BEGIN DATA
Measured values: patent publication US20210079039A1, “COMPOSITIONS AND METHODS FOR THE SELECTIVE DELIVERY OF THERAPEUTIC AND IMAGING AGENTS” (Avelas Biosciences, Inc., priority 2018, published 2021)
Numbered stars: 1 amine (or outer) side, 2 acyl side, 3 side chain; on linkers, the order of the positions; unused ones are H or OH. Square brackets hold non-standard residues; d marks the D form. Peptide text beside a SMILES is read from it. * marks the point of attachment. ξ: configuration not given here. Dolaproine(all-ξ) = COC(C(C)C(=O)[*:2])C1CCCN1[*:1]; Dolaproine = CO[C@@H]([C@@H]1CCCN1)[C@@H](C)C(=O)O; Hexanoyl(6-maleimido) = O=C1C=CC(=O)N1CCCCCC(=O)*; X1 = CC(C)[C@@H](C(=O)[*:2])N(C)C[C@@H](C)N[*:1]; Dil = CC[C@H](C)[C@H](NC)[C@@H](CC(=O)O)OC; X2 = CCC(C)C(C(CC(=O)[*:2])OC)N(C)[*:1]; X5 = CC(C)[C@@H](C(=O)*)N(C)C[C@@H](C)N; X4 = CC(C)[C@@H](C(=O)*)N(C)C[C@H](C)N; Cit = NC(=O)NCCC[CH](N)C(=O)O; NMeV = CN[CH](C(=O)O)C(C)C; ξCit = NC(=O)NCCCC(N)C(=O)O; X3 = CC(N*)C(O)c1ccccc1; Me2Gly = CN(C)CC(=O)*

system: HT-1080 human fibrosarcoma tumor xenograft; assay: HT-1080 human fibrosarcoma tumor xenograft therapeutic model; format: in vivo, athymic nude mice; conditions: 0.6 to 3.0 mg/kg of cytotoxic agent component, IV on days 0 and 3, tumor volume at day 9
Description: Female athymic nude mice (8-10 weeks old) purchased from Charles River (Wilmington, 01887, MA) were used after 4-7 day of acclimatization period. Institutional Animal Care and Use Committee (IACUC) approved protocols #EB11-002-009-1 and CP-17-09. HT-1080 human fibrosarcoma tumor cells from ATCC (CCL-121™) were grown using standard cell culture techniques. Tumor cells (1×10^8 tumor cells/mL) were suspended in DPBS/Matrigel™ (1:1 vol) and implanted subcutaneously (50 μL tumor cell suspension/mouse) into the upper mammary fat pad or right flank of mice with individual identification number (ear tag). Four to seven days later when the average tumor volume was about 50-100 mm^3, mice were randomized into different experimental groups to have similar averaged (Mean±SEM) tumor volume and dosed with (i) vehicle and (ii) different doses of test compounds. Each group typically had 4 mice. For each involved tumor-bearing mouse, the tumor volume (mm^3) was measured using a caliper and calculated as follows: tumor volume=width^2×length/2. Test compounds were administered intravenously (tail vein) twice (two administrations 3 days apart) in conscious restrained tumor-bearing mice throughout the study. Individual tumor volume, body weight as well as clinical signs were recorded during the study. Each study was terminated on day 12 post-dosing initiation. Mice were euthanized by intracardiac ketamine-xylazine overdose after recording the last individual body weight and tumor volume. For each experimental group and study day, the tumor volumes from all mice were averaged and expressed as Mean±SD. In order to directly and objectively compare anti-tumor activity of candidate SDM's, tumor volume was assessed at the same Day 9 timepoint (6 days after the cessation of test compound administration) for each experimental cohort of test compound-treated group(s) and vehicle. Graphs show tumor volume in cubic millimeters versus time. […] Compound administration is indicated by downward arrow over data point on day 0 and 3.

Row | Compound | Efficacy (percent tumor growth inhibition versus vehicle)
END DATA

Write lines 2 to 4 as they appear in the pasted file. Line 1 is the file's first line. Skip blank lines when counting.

Numbered stars: 1 amine (or outer) side, 2 acyl side, 3 side chain; on linkers, the order of the positions; unused ones are H or OH. Square brackets hold non-standard residues; d marks the D form. Peptide text beside a SMILES is read from it. * marks the point of attachment. ξ: configuration not given here. Dolaproine(all-ξ) = COC(C(C)C(=O)[*:2])C1CCCN1[*:1]; Dolaproine = CO[C@@H]([C@@H]1CCCN1)[C@@H](C)C(=O)O; Hexanoyl(6-maleimido) = O=C1C=CC(=O)N1CCCCCC(=O)*; X1 = CC(C)[C@@H](C(=O)[*:2])N(C)C[C@@H](C)N[*:1]; Dil = CC[C@H](C)[C@H](NC)[C@@H](CC(=O)O)OC; X2 = CCC(C)C(C(CC(=O)[*:2])OC)N(C)[*:1]; X5 = CC(C)[C@@H](C(=O)*)N(C)C[C@@H](C)N; X4 = CC(C)[C@@H](C(=O)*)N(C)C[C@H](C)N; Cit = NC(=O)NCCC[CH](N)C(=O)O; NMeV = CN[CH](C(=O)O)C(C)C; ξCit = NC(=O)NCCCC(N)C(=O)O; X3 = CC(N*)C(O)c1ccccc1; Me2Gly = CN(C)CC(=O)*

system: HT-1080 human fibrosarcoma tumor xenograft; assay: HT-1080 human fibrosarcoma tumor xenograft therapeutic model; format: in vivo, athymic nude mice; conditions: 0.6 to 3.0 mg/kg of cytotoxic agent component, IV on days 0 and 3, tumor volume at day 9
Description: Female athymic nude mice (8-10 weeks old) purchased from Charles River (Wilmington, 01887, MA) were used after 4-7 day of acclimatization period. Institutional Animal Care and Use Committee (IACUC) approved protocols #EB11-002-009-1 and CP-17-09. HT-1080 human fibrosarcoma tumor cells from ATCC (CCL-121™) were grown using standard cell culture techniques. Tumor cells (1×10^8 tumor cells/mL) were suspended in DPBS/Matrigel™ (1:1 vol) and implanted subcutaneously (50 μL tumor cell suspension/mouse) into the upper mammary fat pad or right flank of mice with individual identification number (ear tag). Four to seven days later when the average tumor volume was about 50-100 mm^3, mice were randomized into different experimental groups to have similar averaged (Mean±SEM) tumor volume and dosed with (i) vehicle and (ii) different doses of test compounds. Each group typically had 4 mice. For each involved tumor-bearing mouse, the tumor volume (mm^3) was measured using a caliper and calculated as follows: tumor volume=width^2×length/2. Test compounds were administered intravenously (tail vein) twice (two administrations 3 days apart) in conscious restrained tumor-bearing mice throughout the study. Individual tumor volume, body weight as well as clinical signs were recorded during the study. Each study was terminated on day 12 post-dosing initiation. Mice were euthanized by intracardiac ketamine-xylazine overdose after recording the last individual body weight and tumor volume. For each experimental group and study day, the tumor volumes from all mice were averaged and expressed as Mean±SD. In order to directly and objectively compare anti-tumor activity of candidate SDM's, tumor volume was assessed at the same Day 9 timepoint (6 days after the cessation of test compound administration) for each experimental cohort of test compound-treated group(s) and vehicle. Graphs show tumor volume in cubic millimeters versus time. […] Compound administration is indicated by downward arrow over data point on day 0 and 3.